HowTo: Create an eBook
Making an eBook for portable devices is not necessarily as easy as it first might sound. There is more to it than just running an automatic converter to the format you need. The main effort is to first get the electronic document into a reasonable eBook form. This article describes a method used to create the eBooks that are posted here at MobileRead.
The main task is to get the source into reasonable shape to begin with. Usually this mean making a conversion to an intermediate format that has reasonable support for features that are needed. Often this intermediate format is MS Word or some other word processor since they have support for fonts, type styles, structure, spelling checking, and other features that can aid in the preparation. Some tools use HTML formats as this intermediate format which works as well since it too has structure and other similar capabilities. As a matter of fact the fix-up phase may require or benefit from multiple tools and format.
The definition of reasonable shape depends somewhat on the desired outcome and the capabilities of the final conversion tool to get to that format. This article describes what some might describe as a worst case scenario but then you might be surprised as to the state of some of the source electronic texts that are out there.
The steps below assume that you are starting with basic text format. Adjust as necessary if your starting point is different. Starting with OCR'd text is generally the worst case.
- Go to the source file, say the Internet Archive. Download the text file and a PDF. Or perhaps you are starting with Digitizing Paper Books to Ebooks
- Try saving the PDF as a text file and see whether it is better than the downloaded text file. Usually there's not much difference.
- Paste the text file into a MS Word doc. (or your favorite editor)
- Remove all headers and footers.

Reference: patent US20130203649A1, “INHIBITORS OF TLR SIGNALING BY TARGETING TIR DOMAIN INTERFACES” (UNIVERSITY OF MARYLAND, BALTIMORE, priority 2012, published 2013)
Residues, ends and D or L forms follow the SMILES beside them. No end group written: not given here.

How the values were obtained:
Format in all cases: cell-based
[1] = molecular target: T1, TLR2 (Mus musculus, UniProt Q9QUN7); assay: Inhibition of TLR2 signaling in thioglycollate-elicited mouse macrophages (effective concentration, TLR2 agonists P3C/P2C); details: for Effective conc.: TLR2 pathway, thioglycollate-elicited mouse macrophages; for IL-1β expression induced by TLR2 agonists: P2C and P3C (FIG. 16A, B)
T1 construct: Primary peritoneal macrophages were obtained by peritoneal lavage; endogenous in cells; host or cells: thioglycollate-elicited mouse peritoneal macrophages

- Run a heap of 'Find and Replace' commands to overcome common mistakes:
- Run Stingo's macro - See hard returns for more info.
- Check every instance of 'space"space' and correct them.
- Check every instance of 'space'space' and correct them.
- If you like curly quotes then do a find and replace of " with " and ' with '. Then check each instance where they occur after a dash of any sort. Also check each instance of space' (because of contractions like 'em, 'tis, 'twas, etc). See smart quotes for a fast way to do this with MS word.
- Now open both the PDF and the Doc. Adjust the page sizes so that each takes up half the screen. Read them side by side. You will have to add dashes (OCR often misses them out) and italics. Focus mostly on these, and on obvious spelling errors. Also add any missing accents.
- Now run a spell-check on the doc. Note all dubious cases and check them.
- If the source was very poor then repeat step 10. I often check every instance of ' and ", because these often get missed out.
- Get the Chapter headings centered and in Bold. Ditto the Author and Title.
- Generate a TOC unless your conversion software can do it for you.
- Insert any pictures.
- Move any footnotes to the end of sections, the end of the book or wherever you want them.
Now the text should be ready for either Book Designer or Calibre, or your favorite conversion software. Note that some conversion software can accept the TOC you can create in MS word while some, like Book Designer, can generate it for you later.
The good news is that a conversion in Book Designer can now be done in less than 5 minutes. The bad news is that you will have spent many hours tidying up the original text.
Obviously, you can do this in stages, a few minutes at a time. Take notes, so that you know what you have already done.
 Common mistakes
These errors are most often caused by OCR errors.
- find ' ?' replace with '?'.
- find ' !' replace with '!'
repeat for every punctuation mark--many of these have an unnecessary space in front of them.